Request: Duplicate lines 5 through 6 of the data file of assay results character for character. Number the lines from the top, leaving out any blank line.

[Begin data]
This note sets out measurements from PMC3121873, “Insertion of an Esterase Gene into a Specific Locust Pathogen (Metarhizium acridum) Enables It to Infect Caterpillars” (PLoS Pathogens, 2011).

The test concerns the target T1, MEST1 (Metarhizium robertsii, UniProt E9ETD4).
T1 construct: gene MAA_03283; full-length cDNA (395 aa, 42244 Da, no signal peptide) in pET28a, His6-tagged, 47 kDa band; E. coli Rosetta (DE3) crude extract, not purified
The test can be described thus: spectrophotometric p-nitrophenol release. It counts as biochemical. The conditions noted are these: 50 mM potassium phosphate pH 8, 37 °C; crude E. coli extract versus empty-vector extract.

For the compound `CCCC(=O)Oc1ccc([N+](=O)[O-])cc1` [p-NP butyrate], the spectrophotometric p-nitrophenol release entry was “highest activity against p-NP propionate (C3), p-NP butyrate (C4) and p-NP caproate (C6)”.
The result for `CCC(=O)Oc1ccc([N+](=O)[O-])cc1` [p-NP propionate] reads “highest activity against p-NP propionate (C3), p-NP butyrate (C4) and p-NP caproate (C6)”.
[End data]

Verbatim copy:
For the compound `CCCC(=O)Oc1ccc([N+](=O)[O-])cc1` [p-NP butyrate], the spectrophotometric p-nitrophenol release entry was “highest activity against p-NP propionate (C3), p-NP butyrate (C4) and p-NP caproate (C6)”.
The result for `CCC(=O)Oc1ccc([N+](=O)[O-])cc1` [p-NP propionate] reads “highest activity against p-NP propionate (C3), p-NP butyrate (C4) and p-NP caproate (C6)”.